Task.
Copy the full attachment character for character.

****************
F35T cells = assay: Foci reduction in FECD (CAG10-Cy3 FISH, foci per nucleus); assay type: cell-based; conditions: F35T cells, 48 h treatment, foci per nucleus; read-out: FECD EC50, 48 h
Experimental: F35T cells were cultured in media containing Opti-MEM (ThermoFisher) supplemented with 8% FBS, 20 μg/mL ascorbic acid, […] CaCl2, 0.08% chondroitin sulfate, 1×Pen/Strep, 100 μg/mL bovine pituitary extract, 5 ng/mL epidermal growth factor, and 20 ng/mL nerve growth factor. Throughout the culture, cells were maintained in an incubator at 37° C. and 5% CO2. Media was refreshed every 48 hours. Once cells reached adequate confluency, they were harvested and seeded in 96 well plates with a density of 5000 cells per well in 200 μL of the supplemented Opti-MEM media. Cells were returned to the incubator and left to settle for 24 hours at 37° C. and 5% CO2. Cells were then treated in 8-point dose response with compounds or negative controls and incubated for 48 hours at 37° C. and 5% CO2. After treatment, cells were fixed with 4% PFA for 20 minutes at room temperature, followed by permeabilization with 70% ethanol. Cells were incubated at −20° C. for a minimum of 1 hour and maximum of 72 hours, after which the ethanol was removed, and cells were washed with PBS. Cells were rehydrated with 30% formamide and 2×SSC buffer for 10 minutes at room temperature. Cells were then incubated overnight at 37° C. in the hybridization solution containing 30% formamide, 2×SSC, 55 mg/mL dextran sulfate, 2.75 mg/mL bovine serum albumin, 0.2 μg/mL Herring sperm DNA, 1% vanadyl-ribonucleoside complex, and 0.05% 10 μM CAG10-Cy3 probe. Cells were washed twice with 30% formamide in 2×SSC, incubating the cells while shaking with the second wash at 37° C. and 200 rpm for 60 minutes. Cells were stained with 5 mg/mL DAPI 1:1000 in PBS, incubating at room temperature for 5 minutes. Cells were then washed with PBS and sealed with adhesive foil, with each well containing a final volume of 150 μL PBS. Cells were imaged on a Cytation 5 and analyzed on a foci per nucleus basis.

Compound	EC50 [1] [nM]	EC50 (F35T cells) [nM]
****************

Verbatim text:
F35T cells = assay: Foci reduction in FECD (CAG10-Cy3 FISH, foci per nucleus); assay type: cell-based; conditions: F35T cells, 48 h treatment, foci per nucleus; read-out: FECD EC50, 48 h
Experimental: F35T cells were cultured in media containing Opti-MEM (ThermoFisher) supplemented with 8% FBS, 20 μg/mL ascorbic acid, […] CaCl2, 0.08% chondroitin sulfate, 1×Pen/Strep, 100 μg/mL bovine pituitary extract, 5 ng/mL epidermal growth factor, and 20 ng/mL nerve growth factor. Throughout the culture, cells were maintained in an incubator at 37° C. and 5% CO2. Media was refreshed every 48 hours. Once cells reached adequate confluency, they were harvested and seeded in 96 well plates with a density of 5000 cells per well in 200 μL of the supplemented Opti-MEM media. Cells were returned to the incubator and left to settle for 24 hours at 37° C. and 5% CO2. Cells were then treated in 8-point dose response with compounds or negative controls and incubated for 48 hours at 37° C. and 5% CO2. After treatment, cells were fixed with 4% PFA for 20 minutes at room temperature, followed by permeabilization with 70% ethanol. Cells were incubated at −20° C. for a minimum of 1 hour and maximum of 72 hours, after which the ethanol was removed, and cells were washed with PBS. Cells were rehydrated with 30% formamide and 2×SSC buffer for 10 minutes at room temperature. Cells were then incubated overnight at 37° C. in the hybridization solution containing 30% formamide, 2×SSC, 55 mg/mL dextran sulfate, 2.75 mg/mL bovine serum albumin, 0.2 μg/mL Herring sperm DNA, 1% vanadyl-ribonucleoside complex, and 0.05% 10 μM CAG10-Cy3 probe. Cells were washed twice with 30% formamide in 2×SSC, incubating the cells while shaking with the second wash at 37° C. and 200 rpm for 60 minutes. Cells were stained with 5 mg/mL DAPI 1:1000 in PBS, incubating at room temperature for 5 minutes. Cells were then washed with PBS and sealed with adhesive foil, with each well containing a final volume of 150 μL PBS. Cells were imaged on a Cytation 5 and analyzed on a foci per nucleus basis.

Compound	EC50 [1] [nM]	EC50 (F35T cells) [nM]